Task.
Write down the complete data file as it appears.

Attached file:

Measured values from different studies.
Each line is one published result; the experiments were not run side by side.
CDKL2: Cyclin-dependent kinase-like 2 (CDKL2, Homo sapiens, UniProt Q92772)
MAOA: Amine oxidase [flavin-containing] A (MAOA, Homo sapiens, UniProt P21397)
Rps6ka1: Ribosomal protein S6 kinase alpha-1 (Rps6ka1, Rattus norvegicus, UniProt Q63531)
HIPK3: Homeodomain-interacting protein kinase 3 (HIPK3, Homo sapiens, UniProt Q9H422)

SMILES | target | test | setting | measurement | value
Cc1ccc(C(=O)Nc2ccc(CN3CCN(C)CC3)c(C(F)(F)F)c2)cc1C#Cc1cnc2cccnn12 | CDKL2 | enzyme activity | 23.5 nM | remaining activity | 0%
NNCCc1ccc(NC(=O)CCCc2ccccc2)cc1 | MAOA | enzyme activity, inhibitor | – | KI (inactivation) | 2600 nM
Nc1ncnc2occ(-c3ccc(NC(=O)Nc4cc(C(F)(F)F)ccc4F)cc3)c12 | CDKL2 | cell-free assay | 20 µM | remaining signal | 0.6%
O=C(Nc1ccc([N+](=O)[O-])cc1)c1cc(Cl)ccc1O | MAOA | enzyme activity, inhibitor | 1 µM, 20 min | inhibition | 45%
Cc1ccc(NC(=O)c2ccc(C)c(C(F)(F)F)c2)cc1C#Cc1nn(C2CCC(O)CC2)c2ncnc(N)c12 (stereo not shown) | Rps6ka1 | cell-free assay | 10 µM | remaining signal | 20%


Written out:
Measured values from different studies.
Each line is one published result; the experiments were not run side by side.
CDKL2: Cyclin-dependent kinase-like 2 (CDKL2, Homo sapiens, UniProt Q92772)
MAOA: Amine oxidase [flavin-containing] A (MAOA, Homo sapiens, UniProt P21397)
Rps6ka1: Ribosomal protein S6 kinase alpha-1 (Rps6ka1, Rattus norvegicus, UniProt Q63531)
HIPK3: Homeodomain-interacting protein kinase 3 (HIPK3, Homo sapiens, UniProt Q9H422)

SMILES | target | test | setting | measurement | value
Cc1ccc(C(=O)Nc2ccc(CN3CCN(C)CC3)c(C(F)(F)F)c2)cc1C#Cc1cnc2cccnn12 | CDKL2 | enzyme activity | 23.5 nM | remaining activity | 0%
NNCCc1ccc(NC(=O)CCCc2ccccc2)cc1 | MAOA | enzyme activity, inhibitor | – | KI (inactivation) | 2600 nM
Nc1ncnc2occ(-c3ccc(NC(=O)Nc4cc(C(F)(F)F)ccc4F)cc3)c12 | CDKL2 | cell-free assay | 20 µM | remaining signal | 0.6%
O=C(Nc1ccc([N+](=O)[O-])cc1)c1cc(Cl)ccc1O | MAOA | enzyme activity, inhibitor | 1 µM, 20 min | inhibition | 45%
Cc1ccc(NC(=O)c2ccc(C)c(C(F)(F)F)c2)cc1C#Cc1nn(C2CCC(O)CC2)c2ncnc(N)c12 (stereo not shown) | Rps6ka1 | cell-free assay | 10 µM | remaining signal | 20%